Through the life experiences of these two women Thrity umrigar tries to highlight the plight of women in India regardless of and despite their economic status. The oppression of women and their secondary status in a 'progressive' India seems to be the theme of the novel; a theme that loses punch due to the pervasive and unending gloom that engulfs the story. There is no respite whatsoever!
The two main female characters, Bheema and Sera, though survivors in a male-dominated world, are not convincing, and very often the reader has to take the narrators word to believe in their strength and fortitude. The male characters follow in the same pattern and are stereotypical male chauvanists, some covert and others wearing their male pride on their sleeve. Maya, the young pregnant daughter of Bheema, the servant woman in Sera Dubash's household, is perhaps the only character who stands ground, and only because Ms. Umrigar did not have much to do with her! Maya the character is sidelined by the author; yet, it is she who leaves a lasting impact on the reader.
To be fair to the writer, "The Space Between Us" was well received by the public when it was published in 2005. However, I chose to read it for the lack of having anything better to read. If that is not the case with you, then, you may perhaps want to pass this one.
Sania Mirza reached the third round of the US Open where she lost to the world sixth seed Chakvetadze of Russia, but not before she proved her mettle both as a classy tennis player ranked 26th in the world and as a gutsy woman who will not dwindle under social pressures.
Ms. Mirza is undoubtedly one of a kind, in that she is the first female Indian to have made it in the first 50 of the WTA rankings and also the only Muslim woman to represent a country in international tennis. This sprightly young star who believes, "You have to find a way to win,"comes from Hyderabad, a city with a Muslim population large enough to make Urdu a second language in that Indian city. Sania enjoys immense celebrity status in India, more so in Hyderabad where she grew up and now resides. She has personal security guards that move with her anywhere she goes, and this is perhaps why she loves NY so much where this 20 year old can still shop incognito.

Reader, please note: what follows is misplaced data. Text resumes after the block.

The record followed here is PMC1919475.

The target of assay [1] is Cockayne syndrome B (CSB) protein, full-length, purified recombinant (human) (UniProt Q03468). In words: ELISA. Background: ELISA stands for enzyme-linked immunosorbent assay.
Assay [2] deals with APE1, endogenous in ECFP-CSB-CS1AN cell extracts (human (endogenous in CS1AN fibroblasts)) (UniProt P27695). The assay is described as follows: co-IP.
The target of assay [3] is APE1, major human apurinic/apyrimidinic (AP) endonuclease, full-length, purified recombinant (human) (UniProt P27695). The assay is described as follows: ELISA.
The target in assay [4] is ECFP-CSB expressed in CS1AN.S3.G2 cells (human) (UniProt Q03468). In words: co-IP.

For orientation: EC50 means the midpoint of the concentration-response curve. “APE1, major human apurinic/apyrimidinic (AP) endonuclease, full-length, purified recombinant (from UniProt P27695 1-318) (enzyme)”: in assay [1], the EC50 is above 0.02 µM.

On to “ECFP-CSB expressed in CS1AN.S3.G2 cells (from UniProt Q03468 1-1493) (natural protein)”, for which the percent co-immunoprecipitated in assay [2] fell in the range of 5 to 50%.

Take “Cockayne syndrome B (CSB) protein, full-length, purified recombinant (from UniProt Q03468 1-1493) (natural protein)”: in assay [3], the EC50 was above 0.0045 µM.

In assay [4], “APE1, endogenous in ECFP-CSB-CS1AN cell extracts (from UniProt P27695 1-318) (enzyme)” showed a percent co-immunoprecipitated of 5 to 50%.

Over the last few years, Sania Mirza has been the focus of the Indian community, and it's partly because she openly professes: "Not everyone is perfect and just because I wear a miniskirt or just because I'm wearing pants or whatever it is doesn't make me a bad Muslim,...As long as I believe in God and I have my faith, I think that's good.". There were those in the community who censured her for her outspokenness, her dress code, and her participation in world tennis, but then there were also those who staunchly supported Sania as a great role model for Indian Muslim girls, who reportedly are still under represented in sports around the country. Ms. Mirza has faced accolades and brickbats like you can't imagine, but she still sports the same impish grin along with the 'I don't care' swagger that mark her for who she is : a female athlete ready to compete globally.
All credit is due to young Mirza for having stood her ground through some testing times in a world so clearly divided along religious lines, but something is also to be said about the country and its citizens that bore and bred a Sania Mirza. The fact that she has come thus far in the tennis world implies an inherent support for her and what she does from within the family, the community, and the country. Ms. Mirza's family, the Indian Muslim community, and Indians in general; you are truly deserving of credit for a job well done!